Now, what are the applications of this?  Well, it’s certainly got the US NSA and other such organisations interested, because of what it might be able to teach them about how to defeat the insurgencies with which they’re involved.

The model’s powerful – it can suggest how many insurgent groups are active, and how to deal with them.  Because insurgent wars which drag on kill an awful lot of people.

Which helps answer the question: why did Gourley start this research?  Well, he’s of the belief that the more we understand war, and how people die, the more we can stop it happening.  Hear hear :)

Oh yes, and there are other applications – the model can probably be drawn out to look more generally at how small groups successfully fight large groups.  As with companies (how small tech startups beat large tech giants), or even ,medicine (how drugs attack tumours in the body).

Brilliant stuff!

I’m hoping to be able to podcast Gourley’s talk (and the questions afterwards!), but while I wait for permission, here’s a brief TED talk he gave.

UPDATE: Sean’s given me permission to podcast his talk.  /celebrates

You can find it here**.


Oh yeah: and I highly recommend the BBC’s “The Story of Maths”, hosted by Oxford professor Marcus du Sautoy.

* You see?  Biology’s not just, ahem, “stamp collecting”…

** Full props to the Internet Archive for letting people upload files, for free :)



Bohorquez, J., Gourley, S., Dixon, A., Spagat, M., & Johnson, N. (2009). Common ecology quantifies human insurgency Nature, 462 (7275), 911-914 DOI: 10.1038/nature08631

Reprise #3: the value of memory aimee whitcroft Aug 16


Last reprise for the moment!

According to this marvellous post, a British (yes, the Brits feature again) brain has actually worked out a formula able to place a precise, sterling value on one’s memories.

It factors in elements such as how vividly you recall it, its perceived importance, and a host of other interesting factoids. It’s also available here, if you’d like to try it out…

It’s all part of his research into how, essentially, to use neuroscience to enable companies to tailor their marketing even more. And this is where it gets sticky, I think.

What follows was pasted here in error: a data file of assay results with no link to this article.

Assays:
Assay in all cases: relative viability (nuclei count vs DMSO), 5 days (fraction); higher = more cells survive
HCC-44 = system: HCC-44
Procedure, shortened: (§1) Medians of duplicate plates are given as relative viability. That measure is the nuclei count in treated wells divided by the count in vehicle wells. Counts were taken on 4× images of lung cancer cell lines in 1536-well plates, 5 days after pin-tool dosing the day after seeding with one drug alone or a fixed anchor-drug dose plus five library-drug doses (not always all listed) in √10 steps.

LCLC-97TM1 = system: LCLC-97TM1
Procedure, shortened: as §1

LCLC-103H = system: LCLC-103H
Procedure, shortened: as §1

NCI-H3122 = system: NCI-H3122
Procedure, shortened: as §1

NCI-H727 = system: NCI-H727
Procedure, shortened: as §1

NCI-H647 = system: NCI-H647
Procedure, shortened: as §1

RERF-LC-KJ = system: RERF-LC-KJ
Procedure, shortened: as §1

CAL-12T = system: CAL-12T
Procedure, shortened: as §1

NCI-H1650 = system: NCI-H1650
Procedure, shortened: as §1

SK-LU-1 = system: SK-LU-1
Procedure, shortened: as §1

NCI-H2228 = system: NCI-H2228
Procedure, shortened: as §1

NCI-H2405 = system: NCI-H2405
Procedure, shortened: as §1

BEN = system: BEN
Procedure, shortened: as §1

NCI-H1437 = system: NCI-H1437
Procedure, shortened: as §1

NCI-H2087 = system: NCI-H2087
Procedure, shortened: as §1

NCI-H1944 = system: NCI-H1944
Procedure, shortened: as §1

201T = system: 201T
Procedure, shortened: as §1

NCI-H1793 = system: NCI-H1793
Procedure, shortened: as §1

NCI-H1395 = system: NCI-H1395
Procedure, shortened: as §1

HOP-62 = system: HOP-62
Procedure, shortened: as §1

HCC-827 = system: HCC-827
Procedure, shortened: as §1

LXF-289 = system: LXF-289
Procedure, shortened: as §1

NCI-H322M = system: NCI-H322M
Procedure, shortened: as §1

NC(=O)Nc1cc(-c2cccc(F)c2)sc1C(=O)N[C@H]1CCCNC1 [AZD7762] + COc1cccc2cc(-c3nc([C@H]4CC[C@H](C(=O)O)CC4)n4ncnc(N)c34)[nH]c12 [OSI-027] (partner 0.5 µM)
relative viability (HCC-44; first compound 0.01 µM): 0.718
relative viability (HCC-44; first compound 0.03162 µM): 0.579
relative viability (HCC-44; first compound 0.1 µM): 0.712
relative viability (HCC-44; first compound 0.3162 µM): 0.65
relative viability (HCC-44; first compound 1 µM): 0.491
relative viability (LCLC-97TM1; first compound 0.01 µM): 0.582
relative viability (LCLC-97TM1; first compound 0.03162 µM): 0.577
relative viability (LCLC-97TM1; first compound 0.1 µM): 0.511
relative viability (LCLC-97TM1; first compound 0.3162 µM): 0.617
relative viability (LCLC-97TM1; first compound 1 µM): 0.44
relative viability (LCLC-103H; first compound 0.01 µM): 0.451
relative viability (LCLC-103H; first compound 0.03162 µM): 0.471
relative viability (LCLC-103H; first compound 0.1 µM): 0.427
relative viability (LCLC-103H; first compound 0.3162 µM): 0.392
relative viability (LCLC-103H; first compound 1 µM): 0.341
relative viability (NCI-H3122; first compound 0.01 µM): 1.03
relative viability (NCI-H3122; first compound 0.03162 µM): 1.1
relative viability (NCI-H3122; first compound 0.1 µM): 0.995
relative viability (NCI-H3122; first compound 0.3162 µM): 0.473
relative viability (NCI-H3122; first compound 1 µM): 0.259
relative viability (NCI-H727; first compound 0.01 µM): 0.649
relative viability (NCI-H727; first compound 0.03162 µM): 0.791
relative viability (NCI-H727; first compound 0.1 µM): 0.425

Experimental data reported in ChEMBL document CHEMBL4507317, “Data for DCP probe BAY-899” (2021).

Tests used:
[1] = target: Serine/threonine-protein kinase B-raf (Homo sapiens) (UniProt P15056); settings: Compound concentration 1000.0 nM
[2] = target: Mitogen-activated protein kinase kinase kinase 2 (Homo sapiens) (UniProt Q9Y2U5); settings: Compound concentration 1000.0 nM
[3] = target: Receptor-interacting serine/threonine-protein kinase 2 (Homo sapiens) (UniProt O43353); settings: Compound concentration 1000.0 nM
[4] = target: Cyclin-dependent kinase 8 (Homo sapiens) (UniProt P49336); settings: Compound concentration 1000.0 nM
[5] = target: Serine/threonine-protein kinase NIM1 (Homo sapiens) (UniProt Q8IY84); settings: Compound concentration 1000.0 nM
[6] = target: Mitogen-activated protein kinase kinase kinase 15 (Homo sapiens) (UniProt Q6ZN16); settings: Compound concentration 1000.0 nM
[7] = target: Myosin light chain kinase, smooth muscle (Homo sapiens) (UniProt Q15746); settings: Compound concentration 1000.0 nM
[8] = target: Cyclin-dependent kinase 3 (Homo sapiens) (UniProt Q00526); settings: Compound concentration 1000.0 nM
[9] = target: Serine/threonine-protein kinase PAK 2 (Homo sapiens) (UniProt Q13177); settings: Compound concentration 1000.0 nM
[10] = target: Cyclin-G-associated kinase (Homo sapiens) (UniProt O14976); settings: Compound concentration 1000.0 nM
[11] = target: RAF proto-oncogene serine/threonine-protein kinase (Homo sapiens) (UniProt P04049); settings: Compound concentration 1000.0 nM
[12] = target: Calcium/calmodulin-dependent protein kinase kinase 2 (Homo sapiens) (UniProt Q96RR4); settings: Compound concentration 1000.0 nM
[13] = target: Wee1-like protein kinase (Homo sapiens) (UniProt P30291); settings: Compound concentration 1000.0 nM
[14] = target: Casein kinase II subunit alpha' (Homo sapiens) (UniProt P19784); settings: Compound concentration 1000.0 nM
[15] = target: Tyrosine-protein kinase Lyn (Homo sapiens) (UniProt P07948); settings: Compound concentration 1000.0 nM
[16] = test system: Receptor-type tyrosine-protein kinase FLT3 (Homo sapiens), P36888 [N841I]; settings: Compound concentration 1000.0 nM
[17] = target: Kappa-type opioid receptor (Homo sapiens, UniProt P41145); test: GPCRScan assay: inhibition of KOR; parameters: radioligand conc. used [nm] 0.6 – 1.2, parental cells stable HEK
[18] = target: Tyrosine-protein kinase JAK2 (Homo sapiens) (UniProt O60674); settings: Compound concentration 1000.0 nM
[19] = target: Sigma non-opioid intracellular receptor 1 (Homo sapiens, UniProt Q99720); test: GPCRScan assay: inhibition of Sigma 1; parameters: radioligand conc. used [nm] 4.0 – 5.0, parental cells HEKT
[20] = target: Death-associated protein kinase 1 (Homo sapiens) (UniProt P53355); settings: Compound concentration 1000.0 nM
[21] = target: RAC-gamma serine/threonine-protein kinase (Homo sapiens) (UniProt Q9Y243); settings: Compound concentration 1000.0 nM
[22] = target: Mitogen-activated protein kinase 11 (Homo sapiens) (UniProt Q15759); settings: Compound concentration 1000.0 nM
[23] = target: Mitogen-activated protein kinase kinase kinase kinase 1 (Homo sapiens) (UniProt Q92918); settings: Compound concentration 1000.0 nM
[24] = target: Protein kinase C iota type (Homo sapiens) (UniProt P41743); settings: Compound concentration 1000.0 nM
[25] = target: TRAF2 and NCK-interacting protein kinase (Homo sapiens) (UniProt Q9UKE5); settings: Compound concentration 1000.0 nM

I will, quite freely, admit to not being a mathematician, and so will refrain from any pithy comments related to the formula.

As a former market researcher/analyst (amongst other things), I am generally not overly concerned by companies’ efforts to tailor their efforts to us. I would probably rather have my time wasted by ads I might be slightly interested in, than not. Probably. Certainly, I can understand the companies’ point of view.

Then again, people have varied levels of resistance to marketing messages, which is where some of my friends’ misgivings come in. They worry that such tailoring makes it more and more difficult for people to say ‘no’ to marketing messages. Particularly, well, the so-called ‘mass market’ (an ever more inaccurate phrase, frankly). No, this does not, sadly, paint a picture of humanity as reasonably able to make decisions for themselves. Nonetheless.

Personally, I find myself sitting uncomfortably on the proverbial fence with mixed feelings about this development and what it heralds. I’m amused, yes. It’s funny, after all.

I’m also slightly worried by it – it does seem that companies’ are increasingly looking for the edge in their messages, and are quite happy to manipulate us at levels where, frankly, the ability to filter messages is not longer an option.

Mostly, though, my overriding emotion is this: fantastic, we’ve managed to attach a monetary value to yet another integral part of the human experience…


In other news, I shall be attending Semi-Permanent this week in my ‘i heart design’ hat*, as one of Idealog’s roving writer-type people.  Hooray!  Look out for the tweets and the posts on Idealog‘s site :)


No, it’s not an _actual_ hat.

The first mathematical model for cow behaviour (I kid you not) aimee whitcroft May 25


Apologies for the slightly dodge agrarian pun in the subject line.